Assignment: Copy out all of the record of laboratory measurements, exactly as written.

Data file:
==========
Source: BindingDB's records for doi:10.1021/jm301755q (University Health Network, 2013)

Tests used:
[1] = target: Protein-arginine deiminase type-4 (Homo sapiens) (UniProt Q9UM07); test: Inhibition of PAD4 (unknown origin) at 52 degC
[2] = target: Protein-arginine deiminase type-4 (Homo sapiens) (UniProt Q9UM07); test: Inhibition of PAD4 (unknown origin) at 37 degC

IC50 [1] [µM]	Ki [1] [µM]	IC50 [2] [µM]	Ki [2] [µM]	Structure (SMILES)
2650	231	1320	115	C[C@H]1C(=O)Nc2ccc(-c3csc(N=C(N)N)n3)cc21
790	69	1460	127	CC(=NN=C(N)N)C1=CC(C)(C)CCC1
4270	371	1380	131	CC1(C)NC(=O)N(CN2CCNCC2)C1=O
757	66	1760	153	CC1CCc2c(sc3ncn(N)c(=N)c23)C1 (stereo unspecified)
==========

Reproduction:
Source: BindingDB's records for doi:10.1021/jm301755q (University Health Network, 2013)

Tests used:
[1] = target: Protein-arginine deiminase type-4 (Homo sapiens) (UniProt Q9UM07); test: Inhibition of PAD4 (unknown origin) at 52 degC
[2] = target: Protein-arginine deiminase type-4 (Homo sapiens) (UniProt Q9UM07); test: Inhibition of PAD4 (unknown origin) at 37 degC

IC50 [1] [µM]	Ki [1] [µM]	IC50 [2] [µM]	Ki [2] [µM]	Structure (SMILES)
2650	231	1320	115	C[C@H]1C(=O)Nc2ccc(-c3csc(N=C(N)N)n3)cc21
790	69	1460	127	CC(=NN=C(N)N)C1=CC(C)(C)CCC1
4270	371	1380	131	CC1(C)NC(=O)N(CN2CCNCC2)C1=O
757	66	1760	153	CC1CCc2c(sc3ncn(N)c(=N)c23)C1 (stereo unspecified)